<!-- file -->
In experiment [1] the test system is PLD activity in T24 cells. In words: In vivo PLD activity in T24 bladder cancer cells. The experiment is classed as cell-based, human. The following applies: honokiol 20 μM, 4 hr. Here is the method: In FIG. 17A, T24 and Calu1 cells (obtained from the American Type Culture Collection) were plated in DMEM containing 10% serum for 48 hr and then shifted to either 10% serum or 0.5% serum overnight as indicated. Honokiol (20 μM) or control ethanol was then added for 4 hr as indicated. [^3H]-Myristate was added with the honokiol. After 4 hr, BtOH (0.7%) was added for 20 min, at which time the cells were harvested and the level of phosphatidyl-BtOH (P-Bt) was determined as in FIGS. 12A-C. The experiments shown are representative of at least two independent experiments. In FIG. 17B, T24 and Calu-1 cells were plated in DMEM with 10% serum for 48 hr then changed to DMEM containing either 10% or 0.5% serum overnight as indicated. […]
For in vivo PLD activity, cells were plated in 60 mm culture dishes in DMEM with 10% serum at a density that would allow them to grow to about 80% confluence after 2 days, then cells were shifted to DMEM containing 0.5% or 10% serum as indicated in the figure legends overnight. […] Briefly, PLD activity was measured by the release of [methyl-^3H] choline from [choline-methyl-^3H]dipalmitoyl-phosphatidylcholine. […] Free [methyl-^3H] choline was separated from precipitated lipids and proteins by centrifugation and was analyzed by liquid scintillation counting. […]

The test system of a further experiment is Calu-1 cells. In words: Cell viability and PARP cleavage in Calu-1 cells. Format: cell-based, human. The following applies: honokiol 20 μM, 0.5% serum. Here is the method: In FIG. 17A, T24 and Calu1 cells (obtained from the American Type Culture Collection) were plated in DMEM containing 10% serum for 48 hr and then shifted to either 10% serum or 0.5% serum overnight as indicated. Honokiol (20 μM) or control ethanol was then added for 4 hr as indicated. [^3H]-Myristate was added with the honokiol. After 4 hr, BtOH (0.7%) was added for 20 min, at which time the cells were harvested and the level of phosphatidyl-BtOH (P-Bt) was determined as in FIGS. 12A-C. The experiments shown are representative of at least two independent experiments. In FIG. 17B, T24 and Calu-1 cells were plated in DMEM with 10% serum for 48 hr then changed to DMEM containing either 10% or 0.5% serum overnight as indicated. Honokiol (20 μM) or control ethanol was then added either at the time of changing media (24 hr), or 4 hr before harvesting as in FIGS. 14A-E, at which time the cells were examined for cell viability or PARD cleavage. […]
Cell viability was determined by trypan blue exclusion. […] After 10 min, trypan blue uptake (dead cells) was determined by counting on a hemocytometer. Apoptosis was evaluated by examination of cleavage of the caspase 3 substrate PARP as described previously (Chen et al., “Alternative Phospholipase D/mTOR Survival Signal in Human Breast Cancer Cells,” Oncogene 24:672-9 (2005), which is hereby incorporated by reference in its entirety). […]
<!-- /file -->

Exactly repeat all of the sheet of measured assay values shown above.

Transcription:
In experiment [1] the test system is PLD activity in T24 cells. In words: In vivo PLD activity in T24 bladder cancer cells. The experiment is classed as cell-based, human. The following applies: honokiol 20 μM, 4 hr. Here is the method: In FIG. 17A, T24 and Calu1 cells (obtained from the American Type Culture Collection) were plated in DMEM containing 10% serum for 48 hr and then shifted to either 10% serum or 0.5% serum overnight as indicated. Honokiol (20 μM) or control ethanol was then added for 4 hr as indicated. [^3H]-Myristate was added with the honokiol. After 4 hr, BtOH (0.7%) was added for 20 min, at which time the cells were harvested and the level of phosphatidyl-BtOH (P-Bt) was determined as in FIGS. 12A-C. The experiments shown are representative of at least two independent experiments. In FIG. 17B, T24 and Calu-1 cells were plated in DMEM with 10% serum for 48 hr then changed to DMEM containing either 10% or 0.5% serum overnight as indicated. […]
For in vivo PLD activity, cells were plated in 60 mm culture dishes in DMEM with 10% serum at a density that would allow them to grow to about 80% confluence after 2 days, then cells were shifted to DMEM containing 0.5% or 10% serum as indicated in the figure legends overnight. […] Briefly, PLD activity was measured by the release of [methyl-^3H] choline from [choline-methyl-^3H]dipalmitoyl-phosphatidylcholine. […] Free [methyl-^3H] choline was separated from precipitated lipids and proteins by centrifugation and was analyzed by liquid scintillation counting. […]

The test system of a further experiment is Calu-1 cells. In words: Cell viability and PARP cleavage in Calu-1 cells. Format: cell-based, human. The following applies: honokiol 20 μM, 0.5% serum. Here is the method: In FIG. 17A, T24 and Calu1 cells (obtained from the American Type Culture Collection) were plated in DMEM containing 10% serum for 48 hr and then shifted to either 10% serum or 0.5% serum overnight as indicated. Honokiol (20 μM) or control ethanol was then added for 4 hr as indicated. [^3H]-Myristate was added with the honokiol. After 4 hr, BtOH (0.7%) was added for 20 min, at which time the cells were harvested and the level of phosphatidyl-BtOH (P-Bt) was determined as in FIGS. 12A-C. The experiments shown are representative of at least two independent experiments. In FIG. 17B, T24 and Calu-1 cells were plated in DMEM with 10% serum for 48 hr then changed to DMEM containing either 10% or 0.5% serum overnight as indicated. Honokiol (20 μM) or control ethanol was then added either at the time of changing media (24 hr), or 4 hr before harvesting as in FIGS. 14A-E, at which time the cells were examined for cell viability or PARD cleavage. […]
Cell viability was determined by trypan blue exclusion. […] After 10 min, trypan blue uptake (dead cells) was determined by counting on a hemocytometer. Apoptosis was evaluated by examination of cleavage of the caspase 3 substrate PARP as described previously (Chen et al., “Alternative Phospholipase D/mTOR Survival Signal in Human Breast Cancer Cells,” Oncogene 24:672-9 (2005), which is hereby incorporated by reference in its entirety). […]